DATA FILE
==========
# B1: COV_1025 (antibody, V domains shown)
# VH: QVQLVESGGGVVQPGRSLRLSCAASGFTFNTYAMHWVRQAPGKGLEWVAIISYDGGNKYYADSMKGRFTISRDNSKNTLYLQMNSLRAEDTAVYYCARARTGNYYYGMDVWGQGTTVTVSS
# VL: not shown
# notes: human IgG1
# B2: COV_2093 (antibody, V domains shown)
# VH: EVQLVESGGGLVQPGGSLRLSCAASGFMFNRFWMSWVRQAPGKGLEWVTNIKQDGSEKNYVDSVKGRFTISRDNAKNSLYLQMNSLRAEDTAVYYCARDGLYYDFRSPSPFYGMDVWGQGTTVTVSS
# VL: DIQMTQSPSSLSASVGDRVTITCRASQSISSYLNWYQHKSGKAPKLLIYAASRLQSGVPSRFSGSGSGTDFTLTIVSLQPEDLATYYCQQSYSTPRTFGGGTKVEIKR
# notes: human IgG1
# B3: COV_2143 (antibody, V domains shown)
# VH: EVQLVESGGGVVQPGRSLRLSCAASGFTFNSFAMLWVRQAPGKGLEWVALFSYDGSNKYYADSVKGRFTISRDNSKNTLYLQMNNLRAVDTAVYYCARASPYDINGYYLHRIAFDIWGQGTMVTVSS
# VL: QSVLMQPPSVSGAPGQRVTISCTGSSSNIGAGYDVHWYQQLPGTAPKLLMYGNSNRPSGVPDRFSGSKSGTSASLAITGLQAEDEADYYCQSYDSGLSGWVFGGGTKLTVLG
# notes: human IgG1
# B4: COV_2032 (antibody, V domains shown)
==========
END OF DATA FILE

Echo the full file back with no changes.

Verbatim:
# B1: COV_1025 (antibody, V domains shown)
# VH: QVQLVESGGGVVQPGRSLRLSCAASGFTFNTYAMHWVRQAPGKGLEWVAIISYDGGNKYYADSMKGRFTISRDNSKNTLYLQMNSLRAEDTAVYYCARARTGNYYYGMDVWGQGTTVTVSS
# VL: not shown
# notes: human IgG1
# B2: COV_2093 (antibody, V domains shown)
# VH: EVQLVESGGGLVQPGGSLRLSCAASGFMFNRFWMSWVRQAPGKGLEWVTNIKQDGSEKNYVDSVKGRFTISRDNAKNSLYLQMNSLRAEDTAVYYCARDGLYYDFRSPSPFYGMDVWGQGTTVTVSS
# VL: DIQMTQSPSSLSASVGDRVTITCRASQSISSYLNWYQHKSGKAPKLLIYAASRLQSGVPSRFSGSGSGTDFTLTIVSLQPEDLATYYCQQSYSTPRTFGGGTKVEIKR
# notes: human IgG1
# B3: COV_2143 (antibody, V domains shown)
# VH: EVQLVESGGGVVQPGRSLRLSCAASGFTFNSFAMLWVRQAPGKGLEWVALFSYDGSNKYYADSVKGRFTISRDNSKNTLYLQMNNLRAVDTAVYYCARASPYDINGYYLHRIAFDIWGQGTMVTVSS
# VL: QSVLMQPPSVSGAPGQRVTISCTGSSSNIGAGYDVHWYQQLPGTAPKLLMYGNSNRPSGVPDRFSGSKSGTSASLAITGLQAEDEADYYCQSYDSGLSGWVFGGGTKLTVLG
# notes: human IgG1
# B4: COV_2032 (antibody, V domains shown)